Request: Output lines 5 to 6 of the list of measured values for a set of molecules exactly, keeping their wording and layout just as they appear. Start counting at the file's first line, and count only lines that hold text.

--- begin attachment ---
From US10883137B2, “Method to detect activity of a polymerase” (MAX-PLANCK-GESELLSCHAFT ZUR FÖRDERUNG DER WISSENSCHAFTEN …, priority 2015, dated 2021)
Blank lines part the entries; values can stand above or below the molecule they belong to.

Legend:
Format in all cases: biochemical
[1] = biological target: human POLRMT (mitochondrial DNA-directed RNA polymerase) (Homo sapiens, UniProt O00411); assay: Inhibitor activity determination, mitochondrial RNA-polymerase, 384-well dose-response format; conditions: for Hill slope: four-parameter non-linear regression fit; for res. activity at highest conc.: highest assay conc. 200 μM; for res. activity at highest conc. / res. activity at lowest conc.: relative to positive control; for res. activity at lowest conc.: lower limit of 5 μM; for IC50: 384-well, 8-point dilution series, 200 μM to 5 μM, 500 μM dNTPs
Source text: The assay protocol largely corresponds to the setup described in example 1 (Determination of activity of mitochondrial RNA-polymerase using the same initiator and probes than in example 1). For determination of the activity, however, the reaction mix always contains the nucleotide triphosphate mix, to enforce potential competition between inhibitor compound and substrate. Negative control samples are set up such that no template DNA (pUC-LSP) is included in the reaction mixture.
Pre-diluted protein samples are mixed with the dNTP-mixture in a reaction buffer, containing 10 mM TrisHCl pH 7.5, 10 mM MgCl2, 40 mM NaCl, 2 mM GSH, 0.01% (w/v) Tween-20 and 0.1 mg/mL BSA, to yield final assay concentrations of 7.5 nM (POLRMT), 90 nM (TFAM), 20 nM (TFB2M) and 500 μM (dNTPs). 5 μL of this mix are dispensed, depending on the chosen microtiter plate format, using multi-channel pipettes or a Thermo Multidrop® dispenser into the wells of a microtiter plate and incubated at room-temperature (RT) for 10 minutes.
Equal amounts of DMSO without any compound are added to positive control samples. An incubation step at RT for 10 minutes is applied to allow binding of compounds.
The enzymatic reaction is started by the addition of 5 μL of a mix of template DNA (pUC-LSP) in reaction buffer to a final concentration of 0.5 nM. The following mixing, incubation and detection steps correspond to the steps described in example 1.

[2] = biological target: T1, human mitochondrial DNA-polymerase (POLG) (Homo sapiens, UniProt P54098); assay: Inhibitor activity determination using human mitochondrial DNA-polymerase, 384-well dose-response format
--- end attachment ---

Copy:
[1] = biological target: human POLRMT (mitochondrial DNA-directed RNA polymerase) (Homo sapiens, UniProt O00411); assay: Inhibitor activity determination, mitochondrial RNA-polymerase, 384-well dose-response format; conditions: for Hill slope: four-parameter non-linear regression fit; for res. activity at highest conc.: highest assay conc. 200 μM; for res. activity at highest conc. / res. activity at lowest conc.: relative to positive control; for res. activity at lowest conc.: lower limit of 5 μM; for IC50: 384-well, 8-point dilution series, 200 μM to 5 μM, 500 μM dNTPs
Source text: The assay protocol largely corresponds to the setup described in example 1 (Determination of activity of mitochondrial RNA-polymerase using the same initiator and probes than in example 1). For determination of the activity, however, the reaction mix always contains the nucleotide triphosphate mix, to enforce potential competition between inhibitor compound and substrate. Negative control samples are set up such that no template DNA (pUC-LSP) is included in the reaction mixture.